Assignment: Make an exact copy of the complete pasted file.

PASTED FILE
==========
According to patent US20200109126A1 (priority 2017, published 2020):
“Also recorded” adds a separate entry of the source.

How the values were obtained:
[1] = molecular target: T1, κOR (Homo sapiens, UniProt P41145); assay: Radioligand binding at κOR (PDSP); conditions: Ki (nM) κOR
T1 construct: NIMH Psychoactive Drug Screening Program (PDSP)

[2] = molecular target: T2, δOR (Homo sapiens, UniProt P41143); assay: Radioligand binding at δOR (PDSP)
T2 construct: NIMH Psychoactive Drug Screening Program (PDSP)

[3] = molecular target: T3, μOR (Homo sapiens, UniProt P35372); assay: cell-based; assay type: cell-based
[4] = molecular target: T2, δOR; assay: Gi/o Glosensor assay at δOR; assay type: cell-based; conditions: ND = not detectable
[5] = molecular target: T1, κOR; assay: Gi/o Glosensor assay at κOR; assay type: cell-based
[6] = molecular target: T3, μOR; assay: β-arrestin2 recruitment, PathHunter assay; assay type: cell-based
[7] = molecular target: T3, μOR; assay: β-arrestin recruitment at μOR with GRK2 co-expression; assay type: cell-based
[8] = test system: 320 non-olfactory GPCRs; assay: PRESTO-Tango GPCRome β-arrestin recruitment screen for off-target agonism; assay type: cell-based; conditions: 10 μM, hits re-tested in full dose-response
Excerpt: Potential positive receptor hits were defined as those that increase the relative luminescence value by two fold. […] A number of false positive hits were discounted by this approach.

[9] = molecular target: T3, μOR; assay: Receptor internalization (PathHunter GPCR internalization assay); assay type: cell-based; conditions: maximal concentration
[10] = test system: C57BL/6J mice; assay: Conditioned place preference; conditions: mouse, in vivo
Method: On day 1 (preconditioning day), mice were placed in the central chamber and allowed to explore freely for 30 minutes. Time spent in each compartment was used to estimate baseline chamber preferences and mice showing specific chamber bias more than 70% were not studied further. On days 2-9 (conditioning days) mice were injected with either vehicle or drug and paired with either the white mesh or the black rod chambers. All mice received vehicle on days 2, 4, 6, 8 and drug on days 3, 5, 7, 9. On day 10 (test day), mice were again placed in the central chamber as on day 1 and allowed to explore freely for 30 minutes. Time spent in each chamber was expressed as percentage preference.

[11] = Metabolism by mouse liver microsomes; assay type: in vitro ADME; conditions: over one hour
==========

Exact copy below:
According to patent US20200109126A1 (priority 2017, published 2020):
“Also recorded” adds a separate entry of the source.

How the values were obtained:
[1] = molecular target: T1, κOR (Homo sapiens, UniProt P41145); assay: Radioligand binding at κOR (PDSP); conditions: Ki (nM) κOR
T1 construct: NIMH Psychoactive Drug Screening Program (PDSP)

[2] = molecular target: T2, δOR (Homo sapiens, UniProt P41143); assay: Radioligand binding at δOR (PDSP)
T2 construct: NIMH Psychoactive Drug Screening Program (PDSP)

[3] = molecular target: T3, μOR (Homo sapiens, UniProt P35372); assay: cell-based; assay type: cell-based
[4] = molecular target: T2, δOR; assay: Gi/o Glosensor assay at δOR; assay type: cell-based; conditions: ND = not detectable
[5] = molecular target: T1, κOR; assay: Gi/o Glosensor assay at κOR; assay type: cell-based
[6] = molecular target: T3, μOR; assay: β-arrestin2 recruitment, PathHunter assay; assay type: cell-based
[7] = molecular target: T3, μOR; assay: β-arrestin recruitment at μOR with GRK2 co-expression; assay type: cell-based
[8] = test system: 320 non-olfactory GPCRs; assay: PRESTO-Tango GPCRome β-arrestin recruitment screen for off-target agonism; assay type: cell-based; conditions: 10 μM, hits re-tested in full dose-response
Excerpt: Potential positive receptor hits were defined as those that increase the relative luminescence value by two fold. […] A number of false positive hits were discounted by this approach.

[9] = molecular target: T3, μOR; assay: Receptor internalization (PathHunter GPCR internalization assay); assay type: cell-based; conditions: maximal concentration
[10] = test system: C57BL/6J mice; assay: Conditioned place preference; conditions: mouse, in vivo
Method: On day 1 (preconditioning day), mice were placed in the central chamber and allowed to explore freely for 30 minutes. Time spent in each compartment was used to estimate baseline chamber preferences and mice showing specific chamber bias more than 70% were not studied further. On days 2-9 (conditioning days) mice were injected with either vehicle or drug and paired with either the white mesh or the black rod chambers. All mice received vehicle on days 2, 4, 6, 8 and drug on days 3, 5, 7, 9. On day 10 (test day), mice were again placed in the central chamber as on day 1 and allowed to explore freely for 30 minutes. Time spent in each chamber was expressed as percentage preference.

[11] = Metabolism by mouse liver microsomes; assay type: in vitro ADME; conditions: over one hour